Good readers learn how to carry on an internal dialog while they read. Many readers consider reading to be a passive activity in which the author talks to the attentive listener. Reading research supports the notion that reading should be active with an ongoing dialogue between reader and author. Up to 50% of comprehension is what the reader brings to the text in terms of prior knowledge. Follow this link here to learn how to teach developing readers to carry on this conversation.

Predict to Increase Comprehension

The fifth cueing strategy in the SCRIP comprehension strategies is Predict. Predict means “to think about what they are going to read based on clues from the reading. It is an ongoing process that actively engages the reader in two ways: The reader’s mind is a jump ahead, trying to figure out what is coming next (making new predictions), while at the same time the reader is revising and refining the old predictions” (Guisinger).

Types of Clues that Inform Prediction for Narrative and Expository Text

Text Structure and Genre

Knowing the structure of a story can help readers make informed predictions. With narrative text, knowledge of the elements of plot: basic situation, problem-conflict, rising action, climax, falling action, and resolution will inform predictions. With informational/explanatory or argumentative text, knowledge of paragraph structure: topic sentence/claims, evidence/reasons, analysis/commentary and/or counterargument/refutations will help the reader more accurately predict the writer’s train of thought or line of argument.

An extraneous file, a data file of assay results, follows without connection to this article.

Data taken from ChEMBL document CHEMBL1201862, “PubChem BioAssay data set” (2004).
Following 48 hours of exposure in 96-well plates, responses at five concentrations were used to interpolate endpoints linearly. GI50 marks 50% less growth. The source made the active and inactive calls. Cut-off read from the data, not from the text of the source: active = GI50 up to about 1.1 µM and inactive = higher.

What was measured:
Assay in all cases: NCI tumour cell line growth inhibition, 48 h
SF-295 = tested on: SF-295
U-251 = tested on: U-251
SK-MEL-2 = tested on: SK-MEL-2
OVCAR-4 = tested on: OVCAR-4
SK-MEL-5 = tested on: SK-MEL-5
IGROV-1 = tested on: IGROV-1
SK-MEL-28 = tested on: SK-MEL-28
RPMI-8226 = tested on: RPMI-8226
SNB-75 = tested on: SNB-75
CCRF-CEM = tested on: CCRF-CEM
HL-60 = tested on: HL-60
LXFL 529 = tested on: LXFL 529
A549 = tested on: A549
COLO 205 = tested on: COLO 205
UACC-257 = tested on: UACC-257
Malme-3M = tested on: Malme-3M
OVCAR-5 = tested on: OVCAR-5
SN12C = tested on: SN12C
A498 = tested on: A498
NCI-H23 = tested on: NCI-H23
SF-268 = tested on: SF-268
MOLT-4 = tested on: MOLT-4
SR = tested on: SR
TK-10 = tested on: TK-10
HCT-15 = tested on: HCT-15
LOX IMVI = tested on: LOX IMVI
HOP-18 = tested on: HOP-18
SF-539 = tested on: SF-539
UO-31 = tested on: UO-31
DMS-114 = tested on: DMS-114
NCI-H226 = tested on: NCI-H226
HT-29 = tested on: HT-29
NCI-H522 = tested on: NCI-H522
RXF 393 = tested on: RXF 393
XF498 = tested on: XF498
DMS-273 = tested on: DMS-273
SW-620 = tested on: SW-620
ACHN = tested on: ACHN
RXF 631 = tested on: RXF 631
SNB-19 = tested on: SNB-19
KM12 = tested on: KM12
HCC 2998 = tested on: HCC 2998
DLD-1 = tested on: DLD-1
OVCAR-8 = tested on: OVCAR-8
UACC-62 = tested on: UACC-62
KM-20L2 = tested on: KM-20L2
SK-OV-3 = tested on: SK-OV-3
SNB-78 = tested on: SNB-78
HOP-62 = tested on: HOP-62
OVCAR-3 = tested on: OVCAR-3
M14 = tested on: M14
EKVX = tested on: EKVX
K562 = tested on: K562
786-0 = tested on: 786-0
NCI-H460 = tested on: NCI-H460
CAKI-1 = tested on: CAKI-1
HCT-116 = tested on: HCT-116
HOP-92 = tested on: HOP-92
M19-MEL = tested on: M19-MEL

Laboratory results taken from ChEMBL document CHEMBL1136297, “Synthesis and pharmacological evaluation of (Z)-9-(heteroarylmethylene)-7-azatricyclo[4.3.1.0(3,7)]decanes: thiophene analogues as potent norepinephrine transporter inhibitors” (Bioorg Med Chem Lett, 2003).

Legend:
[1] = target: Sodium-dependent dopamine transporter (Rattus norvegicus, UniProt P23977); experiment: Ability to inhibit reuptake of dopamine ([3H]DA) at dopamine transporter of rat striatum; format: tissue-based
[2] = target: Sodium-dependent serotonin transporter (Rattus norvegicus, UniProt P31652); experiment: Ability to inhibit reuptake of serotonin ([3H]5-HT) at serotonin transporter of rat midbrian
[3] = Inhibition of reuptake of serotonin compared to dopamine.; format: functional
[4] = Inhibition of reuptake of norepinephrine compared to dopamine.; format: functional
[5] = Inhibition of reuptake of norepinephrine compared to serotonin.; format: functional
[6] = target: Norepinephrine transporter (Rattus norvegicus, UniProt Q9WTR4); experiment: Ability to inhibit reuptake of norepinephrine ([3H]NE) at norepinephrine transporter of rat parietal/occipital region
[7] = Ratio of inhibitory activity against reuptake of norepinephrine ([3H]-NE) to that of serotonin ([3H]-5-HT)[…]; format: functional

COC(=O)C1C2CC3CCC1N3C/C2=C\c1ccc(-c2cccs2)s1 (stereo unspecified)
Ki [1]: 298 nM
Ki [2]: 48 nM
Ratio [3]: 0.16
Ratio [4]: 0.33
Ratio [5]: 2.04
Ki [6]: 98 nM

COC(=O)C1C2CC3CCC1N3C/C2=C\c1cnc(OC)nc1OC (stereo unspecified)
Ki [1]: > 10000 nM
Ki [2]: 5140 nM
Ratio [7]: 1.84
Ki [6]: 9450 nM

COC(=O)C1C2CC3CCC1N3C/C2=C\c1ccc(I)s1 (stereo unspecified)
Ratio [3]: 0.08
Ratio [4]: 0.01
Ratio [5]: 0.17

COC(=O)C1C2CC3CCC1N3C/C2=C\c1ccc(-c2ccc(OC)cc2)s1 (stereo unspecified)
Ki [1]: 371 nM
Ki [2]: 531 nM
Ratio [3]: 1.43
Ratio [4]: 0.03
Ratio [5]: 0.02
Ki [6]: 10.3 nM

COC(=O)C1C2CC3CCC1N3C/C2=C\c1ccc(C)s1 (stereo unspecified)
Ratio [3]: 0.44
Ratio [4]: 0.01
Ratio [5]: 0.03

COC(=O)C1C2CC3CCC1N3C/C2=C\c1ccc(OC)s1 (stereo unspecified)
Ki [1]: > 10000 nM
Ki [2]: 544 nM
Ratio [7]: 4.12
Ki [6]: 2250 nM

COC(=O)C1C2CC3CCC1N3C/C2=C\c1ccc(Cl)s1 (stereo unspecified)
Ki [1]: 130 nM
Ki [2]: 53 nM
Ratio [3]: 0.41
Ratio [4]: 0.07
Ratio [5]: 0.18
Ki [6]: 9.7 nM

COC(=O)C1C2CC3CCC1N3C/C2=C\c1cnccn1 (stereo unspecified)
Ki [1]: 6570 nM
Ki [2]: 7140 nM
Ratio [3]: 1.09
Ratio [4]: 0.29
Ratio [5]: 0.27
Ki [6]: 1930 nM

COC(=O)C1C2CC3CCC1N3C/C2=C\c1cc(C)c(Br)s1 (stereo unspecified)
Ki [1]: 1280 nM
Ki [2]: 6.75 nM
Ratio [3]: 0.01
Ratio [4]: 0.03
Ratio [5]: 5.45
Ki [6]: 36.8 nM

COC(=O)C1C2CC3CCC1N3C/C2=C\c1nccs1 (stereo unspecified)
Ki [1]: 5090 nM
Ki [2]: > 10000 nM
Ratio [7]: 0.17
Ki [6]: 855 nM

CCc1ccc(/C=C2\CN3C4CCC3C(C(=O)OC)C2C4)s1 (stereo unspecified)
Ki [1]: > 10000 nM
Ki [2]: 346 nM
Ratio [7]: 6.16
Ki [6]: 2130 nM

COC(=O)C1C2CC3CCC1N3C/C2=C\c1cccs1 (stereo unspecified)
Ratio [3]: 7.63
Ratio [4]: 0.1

Vocabulary

Paying close attention to transition words and phrases will help the reader make specific predictions. Transitions signal the development of ideas including the following purposes: definition, example, explanation, analysis, comparison, contrast, cause-effect, conclusion, addition, numerical, sequence.

Literary Devices

Recognizing literary devices such as foreshadowing, tone, and mood can assist the reader in making accurate predictions. The writer’s style gives important clues to what will happen next.

Check out the other SCRIP Comprehension Strategies: summaryconnect , re-think, and interpret.

Because teaching the Interpret cueing strategy is the focus of this article, let’s work through a teaching script to teach this Predict cueing strategy.

Predict means to make an educated guess about what will happen or be said next in the text. A good prediction uses the clues presented in a story, article, or textbook to make a logical guess that makes sense. Good readers check their predictions with what actually happens or is said next.”

“When you reach a part of a story, article, or textbook in which a clue to understanding what will happen next appears, pause to predict what will happen as a result of that clue. Your prediction might be what happens immediately after the clue, later in the reading, or at the end of the reading.”